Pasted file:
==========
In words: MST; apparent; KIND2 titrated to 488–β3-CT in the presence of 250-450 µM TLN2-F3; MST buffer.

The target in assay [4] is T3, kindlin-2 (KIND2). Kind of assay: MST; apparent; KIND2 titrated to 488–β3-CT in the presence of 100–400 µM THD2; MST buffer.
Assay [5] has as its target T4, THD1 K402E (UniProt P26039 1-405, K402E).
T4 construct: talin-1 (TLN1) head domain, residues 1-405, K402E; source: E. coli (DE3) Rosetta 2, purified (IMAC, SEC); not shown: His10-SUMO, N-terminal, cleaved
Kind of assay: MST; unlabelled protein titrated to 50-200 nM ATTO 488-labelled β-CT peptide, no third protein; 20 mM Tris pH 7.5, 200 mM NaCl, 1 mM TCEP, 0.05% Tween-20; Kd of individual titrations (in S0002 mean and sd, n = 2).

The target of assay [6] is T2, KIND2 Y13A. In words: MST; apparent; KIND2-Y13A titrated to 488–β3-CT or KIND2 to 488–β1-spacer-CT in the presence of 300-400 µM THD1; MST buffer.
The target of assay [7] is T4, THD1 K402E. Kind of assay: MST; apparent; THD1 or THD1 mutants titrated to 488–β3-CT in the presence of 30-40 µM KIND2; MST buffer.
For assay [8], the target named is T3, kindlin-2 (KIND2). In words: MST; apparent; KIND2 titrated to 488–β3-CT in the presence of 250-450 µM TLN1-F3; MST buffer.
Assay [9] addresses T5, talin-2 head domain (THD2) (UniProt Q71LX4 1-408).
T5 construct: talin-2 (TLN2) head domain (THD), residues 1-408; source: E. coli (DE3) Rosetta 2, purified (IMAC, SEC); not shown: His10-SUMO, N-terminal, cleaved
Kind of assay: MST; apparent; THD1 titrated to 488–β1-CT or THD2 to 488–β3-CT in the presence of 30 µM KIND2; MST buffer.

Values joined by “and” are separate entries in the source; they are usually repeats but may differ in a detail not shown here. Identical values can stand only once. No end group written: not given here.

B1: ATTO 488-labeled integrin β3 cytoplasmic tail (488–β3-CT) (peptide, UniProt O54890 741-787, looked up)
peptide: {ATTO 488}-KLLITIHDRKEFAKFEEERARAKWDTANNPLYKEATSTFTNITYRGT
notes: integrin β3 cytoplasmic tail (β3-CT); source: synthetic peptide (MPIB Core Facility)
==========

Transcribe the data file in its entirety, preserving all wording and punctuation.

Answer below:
In words: MST; apparent; KIND2 titrated to 488–β3-CT in the presence of 250-450 µM TLN2-F3; MST buffer.

The target in assay [4] is T3, kindlin-2 (KIND2). Kind of assay: MST; apparent; KIND2 titrated to 488–β3-CT in the presence of 100–400 µM THD2; MST buffer.
Assay [5] has as its target T4, THD1 K402E (UniProt P26039 1-405, K402E).
T4 construct: talin-1 (TLN1) head domain, residues 1-405, K402E; source: E. coli (DE3) Rosetta 2, purified (IMAC, SEC); not shown: His10-SUMO, N-terminal, cleaved
Kind of assay: MST; unlabelled protein titrated to 50-200 nM ATTO 488-labelled β-CT peptide, no third protein; 20 mM Tris pH 7.5, 200 mM NaCl, 1 mM TCEP, 0.05% Tween-20; Kd of individual titrations (in S0002 mean and sd, n = 2).

The target of assay [6] is T2, KIND2 Y13A. In words: MST; apparent; KIND2-Y13A titrated to 488–β3-CT or KIND2 to 488–β1-spacer-CT in the presence of 300-400 µM THD1; MST buffer.
The target of assay [7] is T4, THD1 K402E. Kind of assay: MST; apparent; THD1 or THD1 mutants titrated to 488–β3-CT in the presence of 30-40 µM KIND2; MST buffer.
For assay [8], the target named is T3, kindlin-2 (KIND2). In words: MST; apparent; KIND2 titrated to 488–β3-CT in the presence of 250-450 µM TLN1-F3; MST buffer.
Assay [9] addresses T5, talin-2 head domain (THD2) (UniProt Q71LX4 1-408).
T5 construct: talin-2 (TLN2) head domain (THD), residues 1-408; source: E. coli (DE3) Rosetta 2, purified (IMAC, SEC); not shown: His10-SUMO, N-terminal, cleaved
Kind of assay: MST; apparent; THD1 titrated to 488–β1-CT or THD2 to 488–β3-CT in the presence of 30 µM KIND2; MST buffer.

Values joined by “and” are separate entries in the source; they are usually repeats but may differ in a detail not shown here. Identical values can stand only once. No end group written: not given here.

B1: ATTO 488-labeled integrin β3 cytoplasmic tail (488–β3-CT) (peptide, UniProt O54890 741-787, looked up)
peptide: {ATTO 488}-KLLITIHDRKEFAKFEEERARAKWDTANNPLYKEATSTFTNITYRGT
notes: integrin β3 cytoplasmic tail (β3-CT); source: synthetic peptide (MPIB Core Facility)